4) Enable Range Mode, which limits power to heat and A/C (and uses dual motor drive more efficiently).
    5) Wear your normal winter clothing and coat. You will not need or want the cabin to be very hot.
    6) Set the climate control to about 60-65 F, with the fan on 1-2, auto recirculate, and air to feet only.

    Most important is to just enjoy the car, it is great for winter driving.

    GSP
     
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  17. Nietschy

    Nietschy Member

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    I found out, that heat losses mostly occur only on short trips (10-20miles) when the battery and cabin is very cold at start. On short trips of just 5-10 miles the losses can pile up to 100%. Range mode can help with that, but it is bad for the battery driving while cold. So I just spend the energy to warm it up also on short trips. (Range mode does not warm the battery)
    If the car is warm its fine. For longer trips the losses are just about 10-25%.
    I always drive in home clothes. I would never wear a coat or winter clothes in my car. I like it comfortable while driving my car.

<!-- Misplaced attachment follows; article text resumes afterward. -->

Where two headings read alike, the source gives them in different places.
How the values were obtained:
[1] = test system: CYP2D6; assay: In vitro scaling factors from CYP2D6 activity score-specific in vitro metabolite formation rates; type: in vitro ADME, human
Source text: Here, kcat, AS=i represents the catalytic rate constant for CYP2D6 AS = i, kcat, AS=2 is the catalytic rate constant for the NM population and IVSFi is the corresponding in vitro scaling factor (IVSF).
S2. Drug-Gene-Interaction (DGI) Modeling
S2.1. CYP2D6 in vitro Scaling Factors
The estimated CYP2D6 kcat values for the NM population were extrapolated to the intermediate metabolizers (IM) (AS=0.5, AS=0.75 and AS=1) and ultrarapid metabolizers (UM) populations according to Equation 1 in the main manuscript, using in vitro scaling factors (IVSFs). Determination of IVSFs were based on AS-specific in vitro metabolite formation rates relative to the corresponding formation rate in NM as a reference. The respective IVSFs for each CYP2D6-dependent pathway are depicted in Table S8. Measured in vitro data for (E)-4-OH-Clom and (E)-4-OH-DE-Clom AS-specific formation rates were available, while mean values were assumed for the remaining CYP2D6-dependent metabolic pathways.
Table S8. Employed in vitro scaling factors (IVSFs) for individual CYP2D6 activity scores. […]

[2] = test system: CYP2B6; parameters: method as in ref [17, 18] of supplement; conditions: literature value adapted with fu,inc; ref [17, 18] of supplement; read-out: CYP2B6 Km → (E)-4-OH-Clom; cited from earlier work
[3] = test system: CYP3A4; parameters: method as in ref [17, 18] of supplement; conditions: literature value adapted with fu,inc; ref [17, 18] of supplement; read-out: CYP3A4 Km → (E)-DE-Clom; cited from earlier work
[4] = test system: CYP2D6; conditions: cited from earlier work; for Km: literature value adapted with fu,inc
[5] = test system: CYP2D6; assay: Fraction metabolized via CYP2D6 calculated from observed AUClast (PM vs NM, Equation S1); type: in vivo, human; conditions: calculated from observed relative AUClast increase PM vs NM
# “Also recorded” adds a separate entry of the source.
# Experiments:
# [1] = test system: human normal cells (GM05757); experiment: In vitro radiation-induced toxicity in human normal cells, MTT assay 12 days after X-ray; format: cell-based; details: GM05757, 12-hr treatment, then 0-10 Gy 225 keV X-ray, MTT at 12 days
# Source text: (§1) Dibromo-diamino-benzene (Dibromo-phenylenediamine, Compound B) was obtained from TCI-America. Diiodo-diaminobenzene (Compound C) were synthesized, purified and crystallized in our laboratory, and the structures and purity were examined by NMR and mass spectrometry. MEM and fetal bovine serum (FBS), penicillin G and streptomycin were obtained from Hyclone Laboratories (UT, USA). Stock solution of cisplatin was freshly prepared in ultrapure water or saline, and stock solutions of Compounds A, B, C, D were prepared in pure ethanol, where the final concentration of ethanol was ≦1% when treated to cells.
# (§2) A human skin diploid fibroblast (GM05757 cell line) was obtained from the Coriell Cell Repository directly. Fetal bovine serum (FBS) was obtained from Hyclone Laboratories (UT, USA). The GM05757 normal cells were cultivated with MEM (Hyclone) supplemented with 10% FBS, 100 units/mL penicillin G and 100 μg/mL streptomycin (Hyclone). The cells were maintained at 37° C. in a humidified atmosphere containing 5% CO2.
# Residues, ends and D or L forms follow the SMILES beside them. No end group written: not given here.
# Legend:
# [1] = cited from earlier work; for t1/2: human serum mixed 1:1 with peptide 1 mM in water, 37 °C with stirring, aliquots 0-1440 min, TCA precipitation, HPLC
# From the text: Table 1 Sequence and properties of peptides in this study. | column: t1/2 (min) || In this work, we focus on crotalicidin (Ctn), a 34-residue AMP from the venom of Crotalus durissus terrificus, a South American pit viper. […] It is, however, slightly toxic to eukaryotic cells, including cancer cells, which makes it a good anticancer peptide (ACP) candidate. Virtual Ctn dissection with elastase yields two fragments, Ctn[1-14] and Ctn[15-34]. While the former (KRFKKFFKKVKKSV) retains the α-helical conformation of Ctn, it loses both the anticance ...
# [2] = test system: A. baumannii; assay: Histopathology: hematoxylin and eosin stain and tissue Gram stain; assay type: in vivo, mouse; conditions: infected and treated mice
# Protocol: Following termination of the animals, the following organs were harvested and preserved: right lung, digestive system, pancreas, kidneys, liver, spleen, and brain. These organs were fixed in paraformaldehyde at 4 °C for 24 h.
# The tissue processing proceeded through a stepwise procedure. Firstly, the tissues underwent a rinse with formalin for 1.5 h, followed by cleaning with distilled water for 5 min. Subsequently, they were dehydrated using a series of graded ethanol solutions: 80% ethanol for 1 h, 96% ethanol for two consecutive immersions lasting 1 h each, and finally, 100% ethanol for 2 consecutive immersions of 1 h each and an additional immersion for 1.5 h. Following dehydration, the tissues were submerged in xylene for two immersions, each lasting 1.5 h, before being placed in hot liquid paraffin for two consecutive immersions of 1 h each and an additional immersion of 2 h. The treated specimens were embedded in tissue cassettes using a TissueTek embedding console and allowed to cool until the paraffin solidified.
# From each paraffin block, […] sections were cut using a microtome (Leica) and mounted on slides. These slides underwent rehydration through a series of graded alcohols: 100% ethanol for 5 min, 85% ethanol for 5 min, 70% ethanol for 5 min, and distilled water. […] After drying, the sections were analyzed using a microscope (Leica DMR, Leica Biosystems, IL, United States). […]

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  18. NewJerseyMS

    NewJerseyMS Member

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    Separate but related question - how do you get the rear heat vents to work? Or do they just not put out much heat?
     
  19. jerry33

    jerry33 S85 - VIN:P05130 - 3/2/13

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    Make sure the louvers are not turned all the way (which will block all the air). Other than that mine seem to be fine so you might want to contact the Service Centre to have them check it out.
     
  20. dgpcolorado

    dgpcolorado high altitude member

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    And I would never drive in winter without my jacket and warm clothing. I'm going to need it when I get out of the car anyway. And I keep my thermostat fairly low at home — 17ºC mornings and evenings and 11ºC at night — and dress in several layers anyway. But, then, I'm a thin-blooded Hawaiian and didn't grow up in snow country so I adapt by dressing warmly in winter (I had a co-worker in Boulder Colorado who wore a T-shirt and shorts all year: not for me!).